How we adapted the hit mobile game's addictive touch mechanics for couch-based play
In November 2014, we launched Bruce Lee: Enter the Game for iOS and Android, and on the Amazon App Store. A few months and 8 million downloads later we got the chance to port the game to the new Apple TV.
One of our most popular titles, Bruce Lee is an action packed side-scrolling beat 'em up that puts the martial arts legend's signature moves at your fingertips. We knew a big screen version would be great fit for Apple TV, as long as we could translate the original's easy-to-use controls and fluid fighting mechanics to the new platform.
Keep reading to learn more about how we did it.
Input Device and Controls
The biggest challenge for the design team was finding the best way to map the mobile version's touch-based control scheme to the new platform. In the mobile version, players swipe to attack and tap to move, and we wanted the Apple TV version to have the same responsiveness.
The Siri remote's touchpad is its most accessible input, so we decided to use it for the game's most important actions—attacks— and worked our way back from there, carefully considering each action's importance in the game before settling on a control method. For example, jumping up in the air is an important action that requires a clear input so we assigned it to a click, but jumping down from a platform isn't as important so we assigned it to a less precise downward flick.
We also wanted to use the remote in a way that made sense, and felt natural for both new and seasoned Bruce Lee players. We tried several landscape orientations, but in the end a portrait orientation just felt more intuitive, and more comfortable. Especially during intense gameplay. The scheme we shipped with meets all of our initial goals with very few compromises, and that's something we're very proud of.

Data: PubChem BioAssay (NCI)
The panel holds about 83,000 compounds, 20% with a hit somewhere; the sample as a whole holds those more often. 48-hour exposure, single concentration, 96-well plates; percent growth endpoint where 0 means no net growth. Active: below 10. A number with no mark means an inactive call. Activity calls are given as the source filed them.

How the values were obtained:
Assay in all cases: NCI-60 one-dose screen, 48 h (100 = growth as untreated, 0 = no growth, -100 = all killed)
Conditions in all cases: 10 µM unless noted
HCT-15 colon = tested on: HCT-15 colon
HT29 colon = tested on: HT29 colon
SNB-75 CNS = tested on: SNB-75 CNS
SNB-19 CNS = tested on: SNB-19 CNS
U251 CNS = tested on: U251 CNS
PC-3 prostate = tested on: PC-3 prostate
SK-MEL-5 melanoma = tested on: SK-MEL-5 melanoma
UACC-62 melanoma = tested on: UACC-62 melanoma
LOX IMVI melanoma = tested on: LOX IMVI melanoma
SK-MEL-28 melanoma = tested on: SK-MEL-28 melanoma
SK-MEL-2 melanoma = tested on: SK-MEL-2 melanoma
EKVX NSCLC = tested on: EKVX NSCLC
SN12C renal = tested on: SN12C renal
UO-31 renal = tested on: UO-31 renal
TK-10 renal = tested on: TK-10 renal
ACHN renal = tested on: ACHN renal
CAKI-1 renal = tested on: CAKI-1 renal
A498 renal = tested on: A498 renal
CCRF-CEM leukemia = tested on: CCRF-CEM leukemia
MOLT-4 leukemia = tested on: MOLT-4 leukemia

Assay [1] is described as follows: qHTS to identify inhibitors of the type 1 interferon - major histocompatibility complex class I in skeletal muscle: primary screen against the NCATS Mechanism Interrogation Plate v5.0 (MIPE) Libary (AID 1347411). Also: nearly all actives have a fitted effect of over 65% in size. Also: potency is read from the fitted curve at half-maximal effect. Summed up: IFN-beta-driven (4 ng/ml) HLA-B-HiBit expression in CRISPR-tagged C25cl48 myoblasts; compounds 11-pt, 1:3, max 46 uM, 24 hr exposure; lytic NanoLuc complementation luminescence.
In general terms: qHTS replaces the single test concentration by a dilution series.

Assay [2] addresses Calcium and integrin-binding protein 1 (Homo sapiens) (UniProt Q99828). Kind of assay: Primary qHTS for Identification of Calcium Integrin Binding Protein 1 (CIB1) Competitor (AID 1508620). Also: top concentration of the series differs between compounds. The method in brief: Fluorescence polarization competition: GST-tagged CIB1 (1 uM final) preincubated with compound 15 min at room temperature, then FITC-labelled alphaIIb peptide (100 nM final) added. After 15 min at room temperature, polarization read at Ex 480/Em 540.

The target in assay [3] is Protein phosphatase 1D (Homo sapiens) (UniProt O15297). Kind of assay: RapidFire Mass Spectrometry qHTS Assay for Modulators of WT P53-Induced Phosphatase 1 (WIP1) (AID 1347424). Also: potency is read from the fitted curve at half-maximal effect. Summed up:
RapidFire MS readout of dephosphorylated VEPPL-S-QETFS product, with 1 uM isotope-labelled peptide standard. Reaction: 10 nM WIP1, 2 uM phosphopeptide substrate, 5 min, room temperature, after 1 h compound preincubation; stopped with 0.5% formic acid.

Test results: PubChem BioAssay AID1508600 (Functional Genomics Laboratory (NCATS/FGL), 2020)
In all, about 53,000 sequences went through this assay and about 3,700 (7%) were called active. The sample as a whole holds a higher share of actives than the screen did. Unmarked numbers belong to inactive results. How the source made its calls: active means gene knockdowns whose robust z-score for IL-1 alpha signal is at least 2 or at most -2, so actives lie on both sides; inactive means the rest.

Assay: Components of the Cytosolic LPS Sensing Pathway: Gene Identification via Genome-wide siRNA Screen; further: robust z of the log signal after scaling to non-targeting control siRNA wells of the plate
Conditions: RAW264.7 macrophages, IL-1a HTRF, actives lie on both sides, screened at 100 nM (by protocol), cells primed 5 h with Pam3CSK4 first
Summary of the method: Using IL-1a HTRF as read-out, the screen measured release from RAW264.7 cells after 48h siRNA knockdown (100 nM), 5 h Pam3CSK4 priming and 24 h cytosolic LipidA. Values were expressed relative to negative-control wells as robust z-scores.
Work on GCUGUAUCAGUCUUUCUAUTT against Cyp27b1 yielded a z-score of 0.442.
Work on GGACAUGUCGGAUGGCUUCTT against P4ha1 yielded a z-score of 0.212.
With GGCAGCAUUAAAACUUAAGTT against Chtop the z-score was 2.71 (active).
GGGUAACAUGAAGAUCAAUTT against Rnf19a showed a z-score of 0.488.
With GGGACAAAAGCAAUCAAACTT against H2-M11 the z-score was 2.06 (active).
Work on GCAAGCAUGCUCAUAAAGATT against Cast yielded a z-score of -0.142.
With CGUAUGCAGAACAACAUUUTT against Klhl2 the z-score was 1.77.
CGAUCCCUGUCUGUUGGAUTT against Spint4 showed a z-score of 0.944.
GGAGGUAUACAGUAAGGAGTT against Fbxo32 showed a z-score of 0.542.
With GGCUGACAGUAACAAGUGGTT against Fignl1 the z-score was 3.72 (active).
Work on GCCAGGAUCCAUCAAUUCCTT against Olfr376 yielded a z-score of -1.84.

-André, Game Designer
Navigation and Content
While the Bruce Lee design team worked on the the controls, the development team was busy adapting the navigation system.
Most of the games we make here at Hibernum are for mobile or the Web, so we're very used to designing touch-based, and mouse & keyboard navigation systems. But Apple TV is more like a console, with a focused navigation system that only lets you have one on-screen element selected at a time.
We quickly discovered that we'd need to adapt our navigation system to address a bunch of issues, e.g., the many ways of describing interactive elements and where they’re located relative to each other on screen, scrollable lists not having selected states, and so on.
The upshot is that our UI toolkit now includes navigation methods for mobile, Web, and console. And we make sure to implement them in new projects from the get-go.
We also had to change the way we deal with downloadable content. Apple TV has a highly volatile cache, which makes it unreliable for storing downloaded asset bundles. So we updated our asset bundle manager to accommodate on-demand resources. The process was pretty straightforward, but very rewarding since we’ll be able to use that functionality for future iOS and tvOS projects.
-Benoit Dupuis - Technical Director
We're happy to report that the port was a complete success! Bruce Lee: Enter the Game – Unchained Edition was released on the App Store the same day Apple launched the new Apple TV. Players can now experience on giant screens using the Siri Remote, or any MFi controller.